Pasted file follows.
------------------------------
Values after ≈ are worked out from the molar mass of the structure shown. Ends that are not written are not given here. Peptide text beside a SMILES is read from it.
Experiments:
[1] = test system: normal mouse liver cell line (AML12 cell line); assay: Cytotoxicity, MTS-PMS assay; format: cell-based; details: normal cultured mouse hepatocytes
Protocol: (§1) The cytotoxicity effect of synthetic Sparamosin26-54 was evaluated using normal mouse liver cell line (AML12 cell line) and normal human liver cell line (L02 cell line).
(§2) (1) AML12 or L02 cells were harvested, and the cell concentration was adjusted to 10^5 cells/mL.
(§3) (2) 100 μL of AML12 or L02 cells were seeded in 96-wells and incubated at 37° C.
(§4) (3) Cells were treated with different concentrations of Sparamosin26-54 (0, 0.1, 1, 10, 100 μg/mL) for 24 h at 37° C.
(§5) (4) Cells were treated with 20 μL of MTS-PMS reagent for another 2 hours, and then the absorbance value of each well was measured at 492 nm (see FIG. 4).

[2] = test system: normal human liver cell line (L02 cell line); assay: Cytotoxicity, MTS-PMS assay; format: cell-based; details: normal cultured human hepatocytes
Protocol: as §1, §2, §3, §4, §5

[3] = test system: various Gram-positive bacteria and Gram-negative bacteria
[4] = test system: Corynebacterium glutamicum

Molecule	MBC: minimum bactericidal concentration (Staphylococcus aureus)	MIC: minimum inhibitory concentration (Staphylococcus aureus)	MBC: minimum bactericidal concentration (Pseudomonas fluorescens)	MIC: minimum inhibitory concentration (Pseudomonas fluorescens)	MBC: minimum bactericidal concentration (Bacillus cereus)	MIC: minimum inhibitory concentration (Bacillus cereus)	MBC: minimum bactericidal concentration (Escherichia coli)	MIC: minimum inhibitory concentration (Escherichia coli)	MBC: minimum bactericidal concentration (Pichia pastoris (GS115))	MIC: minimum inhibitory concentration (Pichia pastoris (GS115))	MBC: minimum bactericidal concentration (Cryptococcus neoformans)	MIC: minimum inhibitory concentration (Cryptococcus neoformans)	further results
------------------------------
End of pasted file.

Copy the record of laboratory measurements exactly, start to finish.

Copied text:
Values after ≈ are worked out from the molar mass of the structure shown. Ends that are not written are not given here. Peptide text beside a SMILES is read from it.
Experiments:
[1] = test system: normal mouse liver cell line (AML12 cell line); assay: Cytotoxicity, MTS-PMS assay; format: cell-based; details: normal cultured mouse hepatocytes
Protocol: (§1) The cytotoxicity effect of synthetic Sparamosin26-54 was evaluated using normal mouse liver cell line (AML12 cell line) and normal human liver cell line (L02 cell line).
(§2) (1) AML12 or L02 cells were harvested, and the cell concentration was adjusted to 10^5 cells/mL.
(§3) (2) 100 μL of AML12 or L02 cells were seeded in 96-wells and incubated at 37° C.
(§4) (3) Cells were treated with different concentrations of Sparamosin26-54 (0, 0.1, 1, 10, 100 μg/mL) for 24 h at 37° C.
(§5) (4) Cells were treated with 20 μL of MTS-PMS reagent for another 2 hours, and then the absorbance value of each well was measured at 492 nm (see FIG. 4).

[2] = test system: normal human liver cell line (L02 cell line); assay: Cytotoxicity, MTS-PMS assay; format: cell-based; details: normal cultured human hepatocytes
Protocol: as §1, §2, §3, §4, §5

[3] = test system: various Gram-positive bacteria and Gram-negative bacteria
[4] = test system: Corynebacterium glutamicum

Molecule	MBC: minimum bactericidal concentration (Staphylococcus aureus)	MIC: minimum inhibitory concentration (Staphylococcus aureus)	MBC: minimum bactericidal concentration (Pseudomonas fluorescens)	MIC: minimum inhibitory concentration (Pseudomonas fluorescens)	MBC: minimum bactericidal concentration (Bacillus cereus)	MIC: minimum inhibitory concentration (Bacillus cereus)	MBC: minimum bactericidal concentration (Escherichia coli)	MIC: minimum inhibitory concentration (Escherichia coli)	MBC: minimum bactericidal concentration (Pichia pastoris (GS115))	MIC: minimum inhibitory concentration (Pichia pastoris (GS115))	MBC: minimum bactericidal concentration (Cryptococcus neoformans)	MIC: minimum inhibitory concentration (Cryptococcus neoformans)	further results